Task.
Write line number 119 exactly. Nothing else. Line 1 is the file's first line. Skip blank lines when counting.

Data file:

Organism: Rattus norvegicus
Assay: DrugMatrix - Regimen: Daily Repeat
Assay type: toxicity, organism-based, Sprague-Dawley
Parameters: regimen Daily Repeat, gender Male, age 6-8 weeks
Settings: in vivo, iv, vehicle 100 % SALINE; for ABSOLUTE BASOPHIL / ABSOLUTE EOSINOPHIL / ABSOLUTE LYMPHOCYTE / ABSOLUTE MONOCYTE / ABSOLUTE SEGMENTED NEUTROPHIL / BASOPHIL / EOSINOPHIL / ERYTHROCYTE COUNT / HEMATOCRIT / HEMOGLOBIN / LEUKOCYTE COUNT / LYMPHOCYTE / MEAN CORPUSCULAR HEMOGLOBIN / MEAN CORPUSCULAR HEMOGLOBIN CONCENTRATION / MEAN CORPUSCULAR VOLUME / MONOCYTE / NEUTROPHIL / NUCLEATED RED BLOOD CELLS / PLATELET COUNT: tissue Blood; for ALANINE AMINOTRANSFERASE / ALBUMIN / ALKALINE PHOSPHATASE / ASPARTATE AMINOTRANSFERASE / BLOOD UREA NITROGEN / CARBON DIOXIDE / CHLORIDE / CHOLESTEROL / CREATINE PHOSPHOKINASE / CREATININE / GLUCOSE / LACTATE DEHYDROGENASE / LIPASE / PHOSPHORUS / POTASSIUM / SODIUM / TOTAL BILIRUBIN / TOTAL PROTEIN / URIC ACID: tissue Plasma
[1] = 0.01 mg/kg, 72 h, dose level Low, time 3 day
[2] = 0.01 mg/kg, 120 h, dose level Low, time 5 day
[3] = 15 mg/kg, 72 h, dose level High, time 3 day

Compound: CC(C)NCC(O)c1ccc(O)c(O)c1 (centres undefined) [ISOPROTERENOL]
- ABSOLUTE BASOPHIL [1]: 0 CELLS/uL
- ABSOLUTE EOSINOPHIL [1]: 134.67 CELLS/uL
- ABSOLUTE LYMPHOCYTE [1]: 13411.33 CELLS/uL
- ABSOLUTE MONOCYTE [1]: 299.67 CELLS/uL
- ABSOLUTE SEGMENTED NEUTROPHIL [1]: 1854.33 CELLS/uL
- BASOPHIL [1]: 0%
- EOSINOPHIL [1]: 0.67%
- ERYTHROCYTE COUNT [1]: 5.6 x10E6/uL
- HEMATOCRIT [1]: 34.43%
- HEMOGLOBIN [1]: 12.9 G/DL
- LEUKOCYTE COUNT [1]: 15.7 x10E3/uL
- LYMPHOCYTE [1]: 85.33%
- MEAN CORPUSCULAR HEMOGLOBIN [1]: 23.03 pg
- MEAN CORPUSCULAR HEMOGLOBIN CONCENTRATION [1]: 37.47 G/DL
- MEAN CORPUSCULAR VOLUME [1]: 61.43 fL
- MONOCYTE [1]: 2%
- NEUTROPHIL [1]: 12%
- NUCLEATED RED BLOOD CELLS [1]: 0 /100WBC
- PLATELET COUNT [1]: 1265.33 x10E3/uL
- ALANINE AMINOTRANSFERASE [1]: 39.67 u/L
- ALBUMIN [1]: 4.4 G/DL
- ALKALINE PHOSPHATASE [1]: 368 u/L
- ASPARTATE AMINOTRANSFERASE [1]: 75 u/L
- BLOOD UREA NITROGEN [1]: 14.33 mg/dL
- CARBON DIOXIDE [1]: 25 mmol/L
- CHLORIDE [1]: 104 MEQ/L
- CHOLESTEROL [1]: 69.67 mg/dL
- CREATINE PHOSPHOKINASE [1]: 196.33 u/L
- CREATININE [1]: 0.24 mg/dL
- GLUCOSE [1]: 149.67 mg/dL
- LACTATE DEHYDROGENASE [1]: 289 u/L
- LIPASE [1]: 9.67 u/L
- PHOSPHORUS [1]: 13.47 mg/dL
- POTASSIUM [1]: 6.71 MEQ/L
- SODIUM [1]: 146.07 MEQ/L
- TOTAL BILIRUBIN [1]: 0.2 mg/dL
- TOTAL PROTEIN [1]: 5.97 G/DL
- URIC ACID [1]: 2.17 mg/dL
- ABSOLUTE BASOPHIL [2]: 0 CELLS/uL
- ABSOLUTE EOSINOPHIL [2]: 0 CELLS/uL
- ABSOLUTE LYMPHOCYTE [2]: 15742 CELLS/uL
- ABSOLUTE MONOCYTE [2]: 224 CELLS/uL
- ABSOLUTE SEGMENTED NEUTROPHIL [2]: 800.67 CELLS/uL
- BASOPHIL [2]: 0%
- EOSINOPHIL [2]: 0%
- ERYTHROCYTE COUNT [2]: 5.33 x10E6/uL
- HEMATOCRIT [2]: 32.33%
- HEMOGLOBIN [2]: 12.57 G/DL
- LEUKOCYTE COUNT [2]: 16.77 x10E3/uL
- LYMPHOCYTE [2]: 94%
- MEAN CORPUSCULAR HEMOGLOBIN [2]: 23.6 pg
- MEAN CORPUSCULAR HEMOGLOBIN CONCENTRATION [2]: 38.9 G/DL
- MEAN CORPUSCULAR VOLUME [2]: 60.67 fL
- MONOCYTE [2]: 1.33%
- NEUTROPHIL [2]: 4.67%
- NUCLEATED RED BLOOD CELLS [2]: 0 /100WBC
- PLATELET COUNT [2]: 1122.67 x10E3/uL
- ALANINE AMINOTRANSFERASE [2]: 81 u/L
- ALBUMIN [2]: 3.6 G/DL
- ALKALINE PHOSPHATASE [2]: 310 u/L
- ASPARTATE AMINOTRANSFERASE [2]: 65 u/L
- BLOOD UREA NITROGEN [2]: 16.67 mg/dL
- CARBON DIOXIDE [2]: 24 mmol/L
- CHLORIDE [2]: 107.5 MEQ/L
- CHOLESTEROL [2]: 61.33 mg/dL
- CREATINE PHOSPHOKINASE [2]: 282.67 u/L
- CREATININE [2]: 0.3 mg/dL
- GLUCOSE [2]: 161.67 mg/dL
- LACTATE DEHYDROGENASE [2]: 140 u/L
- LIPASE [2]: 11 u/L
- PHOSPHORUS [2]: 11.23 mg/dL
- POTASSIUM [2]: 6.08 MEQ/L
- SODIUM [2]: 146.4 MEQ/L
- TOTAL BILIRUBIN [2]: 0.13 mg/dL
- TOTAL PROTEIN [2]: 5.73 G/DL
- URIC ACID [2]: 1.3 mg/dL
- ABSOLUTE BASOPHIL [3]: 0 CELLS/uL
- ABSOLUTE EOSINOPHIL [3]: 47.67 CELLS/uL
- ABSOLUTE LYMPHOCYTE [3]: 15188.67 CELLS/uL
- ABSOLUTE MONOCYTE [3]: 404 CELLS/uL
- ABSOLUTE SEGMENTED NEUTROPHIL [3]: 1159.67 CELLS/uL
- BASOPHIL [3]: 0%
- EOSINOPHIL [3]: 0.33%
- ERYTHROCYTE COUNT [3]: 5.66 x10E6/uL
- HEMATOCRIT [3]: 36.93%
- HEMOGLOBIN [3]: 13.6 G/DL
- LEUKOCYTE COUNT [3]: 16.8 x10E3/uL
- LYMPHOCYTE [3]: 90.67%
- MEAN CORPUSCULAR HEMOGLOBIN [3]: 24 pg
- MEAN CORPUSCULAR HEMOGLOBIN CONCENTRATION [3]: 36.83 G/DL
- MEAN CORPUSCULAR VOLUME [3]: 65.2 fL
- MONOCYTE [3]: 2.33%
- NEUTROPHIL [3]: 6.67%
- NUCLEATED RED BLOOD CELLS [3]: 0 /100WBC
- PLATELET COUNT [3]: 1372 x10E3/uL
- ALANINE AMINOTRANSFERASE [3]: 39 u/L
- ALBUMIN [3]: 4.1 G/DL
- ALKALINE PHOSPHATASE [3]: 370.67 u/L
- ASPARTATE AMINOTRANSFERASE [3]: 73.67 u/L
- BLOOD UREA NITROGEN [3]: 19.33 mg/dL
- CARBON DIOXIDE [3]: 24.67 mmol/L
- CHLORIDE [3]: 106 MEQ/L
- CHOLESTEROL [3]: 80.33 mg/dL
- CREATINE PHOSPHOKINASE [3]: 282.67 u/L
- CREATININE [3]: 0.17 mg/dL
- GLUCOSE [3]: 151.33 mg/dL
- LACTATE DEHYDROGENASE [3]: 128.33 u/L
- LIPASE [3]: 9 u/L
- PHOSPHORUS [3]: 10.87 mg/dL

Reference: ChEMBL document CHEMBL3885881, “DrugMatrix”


Reference: ChEMBL document CHEMBL3885881, “DrugMatrix”